When should we use PUT and when should we use POST?
The HTTP methods [POST] and [PUT] aren't the HTTP equivalent of the CRUD's create and update. They both serve a different purpose. It's quite possible, valid and even preferred in some occasions, to use [PUT] to create resources, or use [POST] to update resources.
Use [PUT] when you can update a resource completely through a specific resource. For instance, if you know that an article resides at http://example.org/article/1234, you can [PUT] a new resource representation of this article directly through a [PUT] on this URL.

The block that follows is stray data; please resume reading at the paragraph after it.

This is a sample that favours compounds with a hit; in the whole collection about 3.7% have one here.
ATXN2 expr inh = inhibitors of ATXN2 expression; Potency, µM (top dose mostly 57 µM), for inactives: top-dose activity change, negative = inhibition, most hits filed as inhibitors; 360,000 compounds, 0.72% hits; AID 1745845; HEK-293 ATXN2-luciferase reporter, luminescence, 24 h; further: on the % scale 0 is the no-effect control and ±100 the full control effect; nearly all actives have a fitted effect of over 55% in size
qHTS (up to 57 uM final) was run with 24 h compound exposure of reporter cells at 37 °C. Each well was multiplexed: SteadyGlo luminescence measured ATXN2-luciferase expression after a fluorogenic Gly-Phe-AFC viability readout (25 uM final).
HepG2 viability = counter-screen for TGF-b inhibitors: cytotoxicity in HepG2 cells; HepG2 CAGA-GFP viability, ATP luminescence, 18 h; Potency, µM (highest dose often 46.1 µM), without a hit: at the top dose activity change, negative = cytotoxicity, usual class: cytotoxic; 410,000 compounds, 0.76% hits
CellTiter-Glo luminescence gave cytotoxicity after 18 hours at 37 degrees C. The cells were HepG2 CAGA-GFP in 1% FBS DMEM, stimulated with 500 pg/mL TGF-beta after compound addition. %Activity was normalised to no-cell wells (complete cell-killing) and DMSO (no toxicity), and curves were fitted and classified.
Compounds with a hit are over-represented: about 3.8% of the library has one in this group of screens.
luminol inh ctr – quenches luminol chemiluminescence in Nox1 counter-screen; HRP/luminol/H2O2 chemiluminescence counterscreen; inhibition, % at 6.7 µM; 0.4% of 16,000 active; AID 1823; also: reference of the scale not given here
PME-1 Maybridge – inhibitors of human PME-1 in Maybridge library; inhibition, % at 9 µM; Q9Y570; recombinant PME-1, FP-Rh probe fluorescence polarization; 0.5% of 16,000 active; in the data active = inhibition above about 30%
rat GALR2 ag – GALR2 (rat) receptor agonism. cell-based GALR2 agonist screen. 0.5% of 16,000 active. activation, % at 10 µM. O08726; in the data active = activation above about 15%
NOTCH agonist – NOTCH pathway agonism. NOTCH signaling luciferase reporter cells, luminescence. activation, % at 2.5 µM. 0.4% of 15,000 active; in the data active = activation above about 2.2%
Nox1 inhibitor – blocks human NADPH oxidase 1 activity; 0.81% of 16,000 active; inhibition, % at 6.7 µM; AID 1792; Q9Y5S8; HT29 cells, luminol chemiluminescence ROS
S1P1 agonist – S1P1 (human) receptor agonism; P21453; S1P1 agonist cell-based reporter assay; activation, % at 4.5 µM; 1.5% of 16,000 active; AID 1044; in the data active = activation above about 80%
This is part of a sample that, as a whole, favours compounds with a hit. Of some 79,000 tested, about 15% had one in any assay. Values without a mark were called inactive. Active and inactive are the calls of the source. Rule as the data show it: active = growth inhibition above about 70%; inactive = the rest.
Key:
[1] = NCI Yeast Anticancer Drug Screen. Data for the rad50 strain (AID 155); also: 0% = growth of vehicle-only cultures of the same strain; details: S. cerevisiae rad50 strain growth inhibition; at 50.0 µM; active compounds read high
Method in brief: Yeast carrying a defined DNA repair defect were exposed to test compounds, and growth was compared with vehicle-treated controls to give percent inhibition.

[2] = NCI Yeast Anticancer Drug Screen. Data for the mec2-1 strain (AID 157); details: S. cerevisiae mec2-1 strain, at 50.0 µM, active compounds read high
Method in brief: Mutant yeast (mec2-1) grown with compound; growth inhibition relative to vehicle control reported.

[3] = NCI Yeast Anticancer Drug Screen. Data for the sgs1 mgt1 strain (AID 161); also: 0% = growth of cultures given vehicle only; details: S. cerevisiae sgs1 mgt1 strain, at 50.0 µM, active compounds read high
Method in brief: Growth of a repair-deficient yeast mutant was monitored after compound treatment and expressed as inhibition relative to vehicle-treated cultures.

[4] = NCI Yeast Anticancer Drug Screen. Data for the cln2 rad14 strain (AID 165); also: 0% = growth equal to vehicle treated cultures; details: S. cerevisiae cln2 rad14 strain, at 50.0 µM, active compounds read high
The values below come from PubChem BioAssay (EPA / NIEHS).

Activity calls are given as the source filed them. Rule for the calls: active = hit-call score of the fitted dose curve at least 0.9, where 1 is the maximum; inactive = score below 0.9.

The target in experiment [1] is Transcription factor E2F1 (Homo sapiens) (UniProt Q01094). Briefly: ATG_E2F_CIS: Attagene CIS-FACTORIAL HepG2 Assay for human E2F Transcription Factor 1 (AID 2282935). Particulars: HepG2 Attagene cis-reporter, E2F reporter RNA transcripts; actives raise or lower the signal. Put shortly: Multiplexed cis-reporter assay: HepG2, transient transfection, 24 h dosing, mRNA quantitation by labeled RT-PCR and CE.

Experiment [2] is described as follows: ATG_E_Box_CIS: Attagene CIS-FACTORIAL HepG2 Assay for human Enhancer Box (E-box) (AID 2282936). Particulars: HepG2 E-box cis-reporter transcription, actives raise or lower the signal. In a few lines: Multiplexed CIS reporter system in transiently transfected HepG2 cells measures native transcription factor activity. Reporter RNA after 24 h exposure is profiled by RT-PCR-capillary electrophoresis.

If you do not know the actual resource location, for instance, when you add a new article, but do not have any idea where to store it, you can [POST] it to an URL, and let the server decide the actual URL.
As soon as you know the new resource location, you can use [PUT] again to do updates to the blue stapler article. But as said before: you CAN add new resources through [PUT] as well. The next example is perfectly valid if your API provides this functionality:
Here, the client decided on the actual resource URL.
- [PUT] and [POST] are both unsafe methods. However, [PUT] is idempotent, while [POST] is not.